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Eucalyptus pulchella facts for kids

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White peppermint
E pulchella.jpg
Eucalyptus pulchella grassy woodland
Scientific classification
  • Eucalyptus amygdalina var. angustifolia F.Muell. ex Burtt Davy
  • Eucalyptus linearis Dehnh.
E.pulchella leaves
leaves and bark
Eucalyptus pulchella buds
buds, flowers and fruit
A critical revision of the genus Eucalyptus (Pl. 35) (7374872840)
E. pulchella from A critical revision of the genus Eucalyptus

Eucalyptus pulchella, commonly known as the white peppermint or narrow-leaved peppermint, is a species of small to medium-sized tree that is endemic to Tasmania. it has smooth bark, sometimes with rough fibrous bark on older trees, linear leaves, flower buds in groups of nine to twenty or more, white flowers and cup-shaped to shortened spherical fruit.


Eucalyptus pulchella is an erect tree that typically grows to a height of 20 m (66 ft) and forms a lignotuber. It has smooth white or pale grey bark sometimes with rough, fibrous greyish bark on the trunk of older trees. Young plants and coppice regrowth have narrow lance-shaped to linear leaves that are 20–35 mm (0.79–1.38 in) long and 2–4 mm (0.079–0.157 in) wide. Adult leaves are the same shade of glossy dark green on both sides, linear, 33–120 mm (1.3–4.7 in) long and 3–10 mm (0.12–0.39 in) wide, tapering to a petiole 2–10 mm (0.079–0.394 in) long. The flower buds are arranged in leaf axils in groups of nine to twenty or more on an unbranched peduncle 2–8 mm (0.079–0.315 in) long, the individual buds on pedicels 2–5 mm (0.079–0.197 in) long. Mature buds are oval to club-shaped, 3–6 mm (0.12–0.24 in) long and 2–3 mm (0.079–0.118 in) wide with a rounded operculum. Flowering occurs from November to March and the flowers are white. The fruit is a woody, cup-shaped to shortened spherical capsule 4–6 mm (0.16–0.24 in) long and 5–7 mm (0.20–0.28 in) wide with the valves near rim level.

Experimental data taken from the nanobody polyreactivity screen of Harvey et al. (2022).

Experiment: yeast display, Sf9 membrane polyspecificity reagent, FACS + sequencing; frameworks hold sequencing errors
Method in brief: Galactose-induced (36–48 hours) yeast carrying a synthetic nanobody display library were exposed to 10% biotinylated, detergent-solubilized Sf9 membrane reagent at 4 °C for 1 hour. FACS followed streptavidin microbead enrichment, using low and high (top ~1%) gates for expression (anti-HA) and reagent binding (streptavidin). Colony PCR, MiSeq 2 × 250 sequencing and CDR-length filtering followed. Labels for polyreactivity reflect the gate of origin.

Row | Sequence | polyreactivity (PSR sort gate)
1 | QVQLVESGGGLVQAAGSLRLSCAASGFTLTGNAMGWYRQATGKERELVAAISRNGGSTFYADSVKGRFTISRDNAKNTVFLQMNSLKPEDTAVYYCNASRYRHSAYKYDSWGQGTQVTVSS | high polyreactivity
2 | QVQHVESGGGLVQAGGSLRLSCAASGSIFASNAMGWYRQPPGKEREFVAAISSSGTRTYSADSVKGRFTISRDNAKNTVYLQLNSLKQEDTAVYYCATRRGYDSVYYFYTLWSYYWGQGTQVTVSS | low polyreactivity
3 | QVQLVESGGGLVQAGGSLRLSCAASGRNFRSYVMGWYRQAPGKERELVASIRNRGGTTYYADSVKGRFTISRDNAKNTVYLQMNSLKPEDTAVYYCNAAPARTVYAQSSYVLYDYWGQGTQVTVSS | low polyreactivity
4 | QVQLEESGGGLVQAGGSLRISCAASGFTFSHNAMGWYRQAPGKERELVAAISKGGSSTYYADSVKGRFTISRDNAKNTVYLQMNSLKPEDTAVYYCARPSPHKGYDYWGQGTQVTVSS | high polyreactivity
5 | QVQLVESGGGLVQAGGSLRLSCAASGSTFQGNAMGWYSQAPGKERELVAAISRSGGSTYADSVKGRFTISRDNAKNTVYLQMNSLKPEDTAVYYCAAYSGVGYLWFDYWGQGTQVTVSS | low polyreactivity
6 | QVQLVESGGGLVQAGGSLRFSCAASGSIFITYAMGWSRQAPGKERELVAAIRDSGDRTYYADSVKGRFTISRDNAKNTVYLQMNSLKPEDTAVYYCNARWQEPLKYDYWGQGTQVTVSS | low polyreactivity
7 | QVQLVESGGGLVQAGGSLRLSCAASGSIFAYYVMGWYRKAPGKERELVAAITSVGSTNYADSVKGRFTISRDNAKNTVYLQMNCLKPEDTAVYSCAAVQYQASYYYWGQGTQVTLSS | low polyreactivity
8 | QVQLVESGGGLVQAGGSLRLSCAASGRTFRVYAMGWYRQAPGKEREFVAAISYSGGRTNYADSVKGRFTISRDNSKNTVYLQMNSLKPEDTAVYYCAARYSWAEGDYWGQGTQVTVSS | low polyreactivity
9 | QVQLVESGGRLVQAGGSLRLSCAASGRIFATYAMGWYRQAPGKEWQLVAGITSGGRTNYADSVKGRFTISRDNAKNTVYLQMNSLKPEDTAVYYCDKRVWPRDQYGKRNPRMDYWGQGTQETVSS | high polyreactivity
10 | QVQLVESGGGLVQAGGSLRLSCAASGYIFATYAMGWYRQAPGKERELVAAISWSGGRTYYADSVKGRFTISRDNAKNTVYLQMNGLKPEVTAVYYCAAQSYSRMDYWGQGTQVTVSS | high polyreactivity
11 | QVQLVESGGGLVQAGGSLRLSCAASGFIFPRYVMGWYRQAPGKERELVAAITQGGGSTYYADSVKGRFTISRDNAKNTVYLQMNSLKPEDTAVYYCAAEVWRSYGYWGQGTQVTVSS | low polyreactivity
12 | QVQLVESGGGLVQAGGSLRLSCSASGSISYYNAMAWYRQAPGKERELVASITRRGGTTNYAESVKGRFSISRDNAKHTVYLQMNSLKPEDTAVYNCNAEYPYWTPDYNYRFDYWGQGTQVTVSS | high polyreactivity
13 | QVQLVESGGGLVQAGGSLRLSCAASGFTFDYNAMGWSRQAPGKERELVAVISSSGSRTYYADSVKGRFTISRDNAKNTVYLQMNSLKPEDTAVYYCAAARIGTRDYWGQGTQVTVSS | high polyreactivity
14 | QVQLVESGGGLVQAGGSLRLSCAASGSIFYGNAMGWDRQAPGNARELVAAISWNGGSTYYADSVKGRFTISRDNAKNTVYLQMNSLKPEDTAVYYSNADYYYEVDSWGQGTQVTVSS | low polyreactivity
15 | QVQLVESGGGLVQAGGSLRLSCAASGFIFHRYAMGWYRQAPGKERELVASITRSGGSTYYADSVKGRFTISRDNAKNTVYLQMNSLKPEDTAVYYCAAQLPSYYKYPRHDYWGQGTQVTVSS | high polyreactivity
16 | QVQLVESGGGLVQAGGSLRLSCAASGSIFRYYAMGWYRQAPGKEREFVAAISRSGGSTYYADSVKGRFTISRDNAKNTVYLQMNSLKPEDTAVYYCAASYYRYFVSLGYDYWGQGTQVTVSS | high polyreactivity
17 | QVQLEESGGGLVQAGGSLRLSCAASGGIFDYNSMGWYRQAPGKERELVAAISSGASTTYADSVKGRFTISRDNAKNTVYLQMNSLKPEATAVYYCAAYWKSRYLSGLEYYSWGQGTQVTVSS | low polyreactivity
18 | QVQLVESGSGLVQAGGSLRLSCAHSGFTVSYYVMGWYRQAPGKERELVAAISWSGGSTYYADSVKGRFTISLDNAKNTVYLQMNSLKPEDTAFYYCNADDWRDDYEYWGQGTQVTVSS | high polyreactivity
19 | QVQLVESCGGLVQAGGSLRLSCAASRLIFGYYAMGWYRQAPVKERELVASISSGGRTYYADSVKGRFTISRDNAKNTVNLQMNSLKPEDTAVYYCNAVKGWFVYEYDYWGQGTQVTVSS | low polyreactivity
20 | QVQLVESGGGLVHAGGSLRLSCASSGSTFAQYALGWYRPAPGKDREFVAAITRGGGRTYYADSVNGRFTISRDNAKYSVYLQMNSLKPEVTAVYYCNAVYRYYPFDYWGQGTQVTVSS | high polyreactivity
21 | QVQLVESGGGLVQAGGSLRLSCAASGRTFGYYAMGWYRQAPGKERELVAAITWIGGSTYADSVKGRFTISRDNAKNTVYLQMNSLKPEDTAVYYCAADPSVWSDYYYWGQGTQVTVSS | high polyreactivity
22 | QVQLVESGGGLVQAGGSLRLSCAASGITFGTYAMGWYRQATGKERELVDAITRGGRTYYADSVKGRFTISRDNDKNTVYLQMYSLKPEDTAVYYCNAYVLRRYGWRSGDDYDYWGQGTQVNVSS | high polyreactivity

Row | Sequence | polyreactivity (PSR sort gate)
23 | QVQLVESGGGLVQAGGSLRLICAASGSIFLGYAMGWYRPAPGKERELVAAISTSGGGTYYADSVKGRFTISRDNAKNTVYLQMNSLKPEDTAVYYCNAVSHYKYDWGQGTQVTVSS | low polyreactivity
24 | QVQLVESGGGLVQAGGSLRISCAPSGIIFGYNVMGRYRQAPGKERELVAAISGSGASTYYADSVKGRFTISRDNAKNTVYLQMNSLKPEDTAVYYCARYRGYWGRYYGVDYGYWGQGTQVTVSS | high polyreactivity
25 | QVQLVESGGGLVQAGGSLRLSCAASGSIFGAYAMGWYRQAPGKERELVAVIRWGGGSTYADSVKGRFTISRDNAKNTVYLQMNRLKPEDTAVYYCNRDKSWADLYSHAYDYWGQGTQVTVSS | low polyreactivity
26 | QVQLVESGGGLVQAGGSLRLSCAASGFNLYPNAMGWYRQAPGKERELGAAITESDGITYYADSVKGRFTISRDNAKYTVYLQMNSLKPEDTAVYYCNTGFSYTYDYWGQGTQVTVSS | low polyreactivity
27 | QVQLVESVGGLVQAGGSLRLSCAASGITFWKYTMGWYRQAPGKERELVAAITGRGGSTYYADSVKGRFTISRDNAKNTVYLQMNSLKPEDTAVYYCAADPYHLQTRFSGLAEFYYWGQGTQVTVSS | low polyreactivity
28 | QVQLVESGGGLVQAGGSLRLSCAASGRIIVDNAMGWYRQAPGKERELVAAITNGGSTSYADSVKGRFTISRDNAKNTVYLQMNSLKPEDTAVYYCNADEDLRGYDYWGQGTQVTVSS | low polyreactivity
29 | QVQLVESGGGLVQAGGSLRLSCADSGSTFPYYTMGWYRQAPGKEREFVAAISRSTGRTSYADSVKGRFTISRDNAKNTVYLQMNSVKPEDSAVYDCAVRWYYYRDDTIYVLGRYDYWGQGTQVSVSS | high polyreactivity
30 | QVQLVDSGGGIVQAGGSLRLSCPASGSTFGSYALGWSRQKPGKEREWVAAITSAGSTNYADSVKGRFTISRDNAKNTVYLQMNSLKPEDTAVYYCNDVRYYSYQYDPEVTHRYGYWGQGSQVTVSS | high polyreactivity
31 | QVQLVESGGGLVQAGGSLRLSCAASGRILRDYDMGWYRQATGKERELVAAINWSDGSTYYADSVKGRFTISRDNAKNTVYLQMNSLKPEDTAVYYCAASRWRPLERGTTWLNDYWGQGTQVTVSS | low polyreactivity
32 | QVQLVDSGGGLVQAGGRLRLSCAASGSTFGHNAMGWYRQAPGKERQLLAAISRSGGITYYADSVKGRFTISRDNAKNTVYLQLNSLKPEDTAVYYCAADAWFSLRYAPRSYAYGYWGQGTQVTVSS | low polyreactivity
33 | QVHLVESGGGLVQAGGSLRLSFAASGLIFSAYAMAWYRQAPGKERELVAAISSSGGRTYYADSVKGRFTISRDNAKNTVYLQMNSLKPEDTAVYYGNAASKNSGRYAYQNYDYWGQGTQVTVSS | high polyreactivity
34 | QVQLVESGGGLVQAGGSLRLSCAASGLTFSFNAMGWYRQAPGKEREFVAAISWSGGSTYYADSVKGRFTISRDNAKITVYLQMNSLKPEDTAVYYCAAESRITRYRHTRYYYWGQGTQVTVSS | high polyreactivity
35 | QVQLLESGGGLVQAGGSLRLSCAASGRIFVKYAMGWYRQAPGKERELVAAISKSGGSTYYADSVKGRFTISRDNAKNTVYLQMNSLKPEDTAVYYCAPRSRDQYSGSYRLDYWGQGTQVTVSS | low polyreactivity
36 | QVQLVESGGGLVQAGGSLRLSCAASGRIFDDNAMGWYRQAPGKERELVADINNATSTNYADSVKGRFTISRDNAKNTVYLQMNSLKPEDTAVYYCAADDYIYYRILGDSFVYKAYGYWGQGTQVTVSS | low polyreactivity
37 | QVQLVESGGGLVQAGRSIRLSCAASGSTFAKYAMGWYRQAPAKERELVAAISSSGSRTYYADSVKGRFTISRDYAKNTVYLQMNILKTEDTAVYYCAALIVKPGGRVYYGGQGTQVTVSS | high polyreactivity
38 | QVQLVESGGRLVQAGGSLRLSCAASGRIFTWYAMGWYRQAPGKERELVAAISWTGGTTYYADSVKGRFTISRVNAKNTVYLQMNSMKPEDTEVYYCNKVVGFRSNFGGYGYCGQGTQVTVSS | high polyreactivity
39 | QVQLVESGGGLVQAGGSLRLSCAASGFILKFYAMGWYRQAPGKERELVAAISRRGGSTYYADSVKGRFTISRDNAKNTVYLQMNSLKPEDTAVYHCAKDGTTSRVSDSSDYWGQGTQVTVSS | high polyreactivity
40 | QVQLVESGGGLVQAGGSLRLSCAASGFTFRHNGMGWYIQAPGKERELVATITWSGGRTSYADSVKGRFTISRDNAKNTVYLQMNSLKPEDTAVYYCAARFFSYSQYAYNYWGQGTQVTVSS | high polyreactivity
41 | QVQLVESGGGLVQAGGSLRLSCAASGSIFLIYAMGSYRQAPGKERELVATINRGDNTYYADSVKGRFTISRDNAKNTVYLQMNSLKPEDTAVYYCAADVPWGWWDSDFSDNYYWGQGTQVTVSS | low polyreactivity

Eucalyptus pulchella was first formally described in 1829 by the botanist René Louiche Desfontaines in his book Catalogus Plantarum Horti Regii Parisiensis. The Australian Plant Census lists the synonyms as Eucalyptus linearis, described in 1832 by Friedrich Dehnhardt in Catalogus Plantarum Horti Camaldulensis and as Eucalyptus amygdalina var. angustifolia by Joseph Burtt Davy in Cyclopedia of American horticulture from an unpublished description by Ferdinand von Mueller. The species name pulchella is a diminutive of the word pulcher which in Latin means beautiful. The common name, white peppermint, refers to its smooth white trunk.

Distribution and Habitat

Eucalyptus pulchella is endemic to the lowlands of south-east Tasmania where it inhabits undulating, hilly terrain at altitudes between 100-500m above sea level. The interaction between aspect, soil type and water drainage play an important role in determining the distribution of E.pulchella. It occurs on the upper north-west facing slopes of free-draining dolerite capped hills where soils are shallow. On such ridgetops water availability is limited due to the binding capacity of the Jurassic dolerite substrate and the shallow soil depth. Dry conditions due to the effect of soil are enhanced by aspect affect in which north-west facing slopes receive high solar insolation loads and are susceptible to periods of drought stress. The ability of E. pulchella to resist occasional severe drought explains its distribution on dry dolerite ridgetops. Although locally widespread E. pulchella is restricted to south-east Tasmania which may be explained by a glacial tree line preventing its spread into suitable habitats further north. Although E. pulchella extends outside its range reaching as far north as Bothwell, its true distribution is difficult to discern due to error involved with field identification due to a 'half barked' intergrading form of Eucalyptus amygdalina.